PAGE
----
Earlier that evening, along with his brother Adolf, Spreckels had donated and dedicated the Spreckels Organ Pavilion. Atop the enormous organ, an elaborate fireworks display commemorated the event.
Franklin Delano Roosevelt, then assistant secretary of the Navy, attended the exposition twice (and stayed at the Hotel Del, “A favorite of his,” said Linder). He’d been charged with seeking new land for Naval expansion, and, though it wasn’t until 1917 that North Island was developed fully as a naval air station, it was during Roosevelt’s visits that Spreckels and other city leaders laid the groundwork for convincing him that San Diego would be an ideal area to base the Navy’s West Coast operations.
Coronado’s presence was further felt in the expo’s celebratory days by the large Marine presence that hailed from a semi-permanent encampment on North Island. “The Marines — led by Colonel Joseph H. Pendleton — decided if they had a presence at the exposition, taxpayers would be wowed,” said Linder. “The Marines conducted frequent parades and established a large display for the public with guns, artillery and dioramas. Military airplanes flying overhead from Coronado also made a big splash with the public.”
A hundred years later, San Diego is poised to commemorate the centennial of the exposition that put it on the map. Despite a recent, well-publicized shift in focus for celebration plans, Balboa Park is still dedicated to honoring the milestone. “The celebration will be about getting San Diegans to fall in love with Balboa Park all over again and making park improvements that will last for generations to come,” said San Diego Mayor Kevin Faulconer. “We will celebrate 100 years of Balboa Park and work together to focus our efforts on making Balboa Park magnificent for the next 100 years.”
The 2014 and 2015 December Nights events (Dec. 5 and 6 this year) will bookend the centennial as the opening and closing ceremonies.
“Just as the 1915 Panama-California Exposition spurred development of permanent assets in Balboa Park, the 2015 Centennial is a catalyst for increased investment that will preserve our park and ensure its vitality for the next 100 years,” said San Diego City Council President Todd Gloria. Among the projects designed to “celebrate, promote and elevate” the park announced in October by Faulconer and Gloria are:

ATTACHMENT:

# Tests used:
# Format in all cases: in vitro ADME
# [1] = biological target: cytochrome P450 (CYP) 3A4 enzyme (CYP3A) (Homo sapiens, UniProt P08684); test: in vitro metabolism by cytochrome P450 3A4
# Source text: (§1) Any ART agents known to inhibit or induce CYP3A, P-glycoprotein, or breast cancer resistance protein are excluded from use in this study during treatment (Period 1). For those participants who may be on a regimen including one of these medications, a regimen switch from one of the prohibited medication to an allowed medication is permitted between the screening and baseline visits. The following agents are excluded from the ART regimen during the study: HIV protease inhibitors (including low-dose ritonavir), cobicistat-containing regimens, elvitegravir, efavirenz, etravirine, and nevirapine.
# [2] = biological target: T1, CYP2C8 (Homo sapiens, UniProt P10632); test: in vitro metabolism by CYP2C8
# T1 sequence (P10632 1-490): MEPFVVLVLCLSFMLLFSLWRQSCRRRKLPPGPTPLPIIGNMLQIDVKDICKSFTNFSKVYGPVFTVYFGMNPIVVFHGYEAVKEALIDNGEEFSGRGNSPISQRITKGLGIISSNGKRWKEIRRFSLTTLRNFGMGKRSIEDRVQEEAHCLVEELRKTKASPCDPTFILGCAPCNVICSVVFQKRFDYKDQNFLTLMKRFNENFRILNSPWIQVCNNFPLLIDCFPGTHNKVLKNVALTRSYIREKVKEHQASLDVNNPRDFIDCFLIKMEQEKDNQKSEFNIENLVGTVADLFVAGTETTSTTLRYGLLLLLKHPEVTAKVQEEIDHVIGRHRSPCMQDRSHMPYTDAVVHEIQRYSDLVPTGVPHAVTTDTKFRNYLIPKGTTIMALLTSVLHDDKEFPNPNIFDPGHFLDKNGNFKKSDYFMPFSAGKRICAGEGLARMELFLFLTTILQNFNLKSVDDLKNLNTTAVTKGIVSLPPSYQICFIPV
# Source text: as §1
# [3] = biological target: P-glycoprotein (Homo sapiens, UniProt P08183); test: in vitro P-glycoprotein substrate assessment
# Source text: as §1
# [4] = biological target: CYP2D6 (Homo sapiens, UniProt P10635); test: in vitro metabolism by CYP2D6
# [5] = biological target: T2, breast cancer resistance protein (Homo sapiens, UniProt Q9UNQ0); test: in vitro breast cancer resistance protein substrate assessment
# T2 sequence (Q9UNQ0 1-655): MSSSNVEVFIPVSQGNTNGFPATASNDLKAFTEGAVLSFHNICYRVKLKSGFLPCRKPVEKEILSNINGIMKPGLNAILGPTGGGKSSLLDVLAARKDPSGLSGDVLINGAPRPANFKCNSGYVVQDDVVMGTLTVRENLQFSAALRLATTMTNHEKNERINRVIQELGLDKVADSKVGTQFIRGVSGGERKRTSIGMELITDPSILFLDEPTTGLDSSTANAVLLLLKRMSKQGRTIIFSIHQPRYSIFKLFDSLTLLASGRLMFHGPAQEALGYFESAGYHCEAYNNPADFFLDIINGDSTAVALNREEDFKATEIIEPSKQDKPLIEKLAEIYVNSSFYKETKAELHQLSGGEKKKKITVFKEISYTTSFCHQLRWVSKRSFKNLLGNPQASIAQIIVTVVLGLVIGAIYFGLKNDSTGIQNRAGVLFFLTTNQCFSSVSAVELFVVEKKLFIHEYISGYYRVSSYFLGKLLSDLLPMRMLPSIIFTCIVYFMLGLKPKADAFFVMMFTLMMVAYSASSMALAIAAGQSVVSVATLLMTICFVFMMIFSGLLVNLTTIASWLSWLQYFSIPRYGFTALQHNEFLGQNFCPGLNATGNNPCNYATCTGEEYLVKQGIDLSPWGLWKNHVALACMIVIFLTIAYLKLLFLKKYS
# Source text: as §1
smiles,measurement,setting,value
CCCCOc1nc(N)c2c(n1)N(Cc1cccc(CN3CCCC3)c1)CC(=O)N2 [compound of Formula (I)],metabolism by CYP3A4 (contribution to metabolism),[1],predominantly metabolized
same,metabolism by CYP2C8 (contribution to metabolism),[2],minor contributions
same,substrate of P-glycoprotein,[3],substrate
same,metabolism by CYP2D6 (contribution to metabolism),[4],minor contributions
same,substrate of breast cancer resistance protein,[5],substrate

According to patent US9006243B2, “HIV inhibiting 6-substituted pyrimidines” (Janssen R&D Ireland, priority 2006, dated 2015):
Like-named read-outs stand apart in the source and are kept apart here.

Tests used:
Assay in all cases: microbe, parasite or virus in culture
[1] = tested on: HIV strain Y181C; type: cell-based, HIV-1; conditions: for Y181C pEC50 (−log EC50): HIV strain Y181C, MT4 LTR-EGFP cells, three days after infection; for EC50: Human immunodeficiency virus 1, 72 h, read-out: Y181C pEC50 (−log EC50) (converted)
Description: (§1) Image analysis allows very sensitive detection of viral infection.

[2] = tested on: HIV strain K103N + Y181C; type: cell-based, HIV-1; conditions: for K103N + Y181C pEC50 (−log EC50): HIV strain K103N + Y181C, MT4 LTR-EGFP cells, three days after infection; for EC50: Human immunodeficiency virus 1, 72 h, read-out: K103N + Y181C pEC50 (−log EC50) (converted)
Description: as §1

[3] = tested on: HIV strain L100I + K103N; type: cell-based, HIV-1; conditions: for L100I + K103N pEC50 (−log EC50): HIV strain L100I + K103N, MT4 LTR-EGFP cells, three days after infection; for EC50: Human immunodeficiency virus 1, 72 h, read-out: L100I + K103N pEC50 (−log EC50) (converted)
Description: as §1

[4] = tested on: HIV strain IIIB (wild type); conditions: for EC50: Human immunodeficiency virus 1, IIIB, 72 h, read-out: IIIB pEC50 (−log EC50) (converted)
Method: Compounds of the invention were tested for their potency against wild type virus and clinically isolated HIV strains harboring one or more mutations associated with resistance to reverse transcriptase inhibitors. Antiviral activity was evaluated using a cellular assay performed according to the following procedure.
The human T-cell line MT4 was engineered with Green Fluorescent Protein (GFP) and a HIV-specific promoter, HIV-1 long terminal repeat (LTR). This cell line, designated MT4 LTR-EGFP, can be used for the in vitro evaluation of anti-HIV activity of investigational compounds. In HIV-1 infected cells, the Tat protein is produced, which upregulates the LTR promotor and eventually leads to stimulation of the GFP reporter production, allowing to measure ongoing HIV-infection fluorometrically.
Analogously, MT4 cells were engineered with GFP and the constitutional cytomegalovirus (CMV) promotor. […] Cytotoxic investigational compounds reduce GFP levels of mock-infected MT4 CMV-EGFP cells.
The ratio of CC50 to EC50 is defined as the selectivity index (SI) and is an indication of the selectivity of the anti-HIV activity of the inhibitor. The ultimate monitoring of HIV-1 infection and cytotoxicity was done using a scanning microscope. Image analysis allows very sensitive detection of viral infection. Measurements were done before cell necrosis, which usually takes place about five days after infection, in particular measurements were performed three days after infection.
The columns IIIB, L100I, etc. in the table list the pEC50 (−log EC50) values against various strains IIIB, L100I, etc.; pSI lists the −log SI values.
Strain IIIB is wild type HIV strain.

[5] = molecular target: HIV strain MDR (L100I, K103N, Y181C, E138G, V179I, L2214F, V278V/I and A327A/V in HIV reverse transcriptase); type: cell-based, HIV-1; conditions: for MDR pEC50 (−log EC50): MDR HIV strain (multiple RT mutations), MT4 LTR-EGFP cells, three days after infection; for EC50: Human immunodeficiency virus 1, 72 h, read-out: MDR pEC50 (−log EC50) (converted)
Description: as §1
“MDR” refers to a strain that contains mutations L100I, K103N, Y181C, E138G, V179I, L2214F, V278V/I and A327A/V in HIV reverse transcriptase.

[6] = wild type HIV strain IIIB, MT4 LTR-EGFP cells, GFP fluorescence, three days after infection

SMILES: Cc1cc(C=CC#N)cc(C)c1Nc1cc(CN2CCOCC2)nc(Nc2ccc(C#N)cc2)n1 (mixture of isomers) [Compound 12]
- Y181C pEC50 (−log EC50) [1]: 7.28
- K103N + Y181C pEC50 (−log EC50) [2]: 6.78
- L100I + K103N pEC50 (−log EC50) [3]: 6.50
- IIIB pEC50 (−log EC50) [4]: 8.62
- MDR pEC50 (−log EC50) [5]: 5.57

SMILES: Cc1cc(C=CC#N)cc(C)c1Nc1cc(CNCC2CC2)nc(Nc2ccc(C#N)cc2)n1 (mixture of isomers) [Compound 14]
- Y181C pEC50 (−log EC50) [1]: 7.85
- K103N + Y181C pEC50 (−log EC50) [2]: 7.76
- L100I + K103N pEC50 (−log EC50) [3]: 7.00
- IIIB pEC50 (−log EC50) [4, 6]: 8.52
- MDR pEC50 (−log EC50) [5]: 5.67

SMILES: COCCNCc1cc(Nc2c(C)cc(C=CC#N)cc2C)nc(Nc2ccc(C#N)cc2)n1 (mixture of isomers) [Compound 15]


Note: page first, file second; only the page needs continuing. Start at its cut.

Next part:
Botanical Building renovation: A $3 million fundraising campaign is underway to restore the building to its original 1915 splendor.
WiFi throughout the park: Balboa Park will have one of the largest free public WiFi networks on the West Coast. It’s expected to go live in January.
New Balboa Park documentary: A 30-minute film on the history of Balboa Park will debut in December.
Reopening of the California Tower: Closed to the public for 80 years, the doors to the tower are scheduled to reopen to park guests in January after three years of renovation. The tower provides a breathtaking, 360-degree view of San Diego.
Coast-to-Cactus exhibit: A $9 million, 9,000-square-foot permanent exhibit will take visitors through varied habitats of Southern California. Opens in January.
Art restoration: Sculptures, murals and basins throughout the park are receiving conservation treatment through funding provided by the Balboa Park Arts and Culture Commission.
Garden party for the century: A signature event will highlight Balboa Park’s gardens and horticultural history with a floral show, garden tours, expert consultations, demonstrations and entertainment. The celebration will begin April 24 (Arbor Day) and highlight gardens on the west and east mesas each weekend until May 9.
Centennial Concert: This once-in-a-lifetime New Year’s Eve event will celebrate the 100th anniversary of the concert that dedicated the Spreckels Organ and launched the 1915 Panama-California Exposition. It will begin with a grand processional march down El Prado led by bagpipers before musicians and singers perform at the organ pavilion. Dec. 31, 2014, from 7 to 9:30 p.m.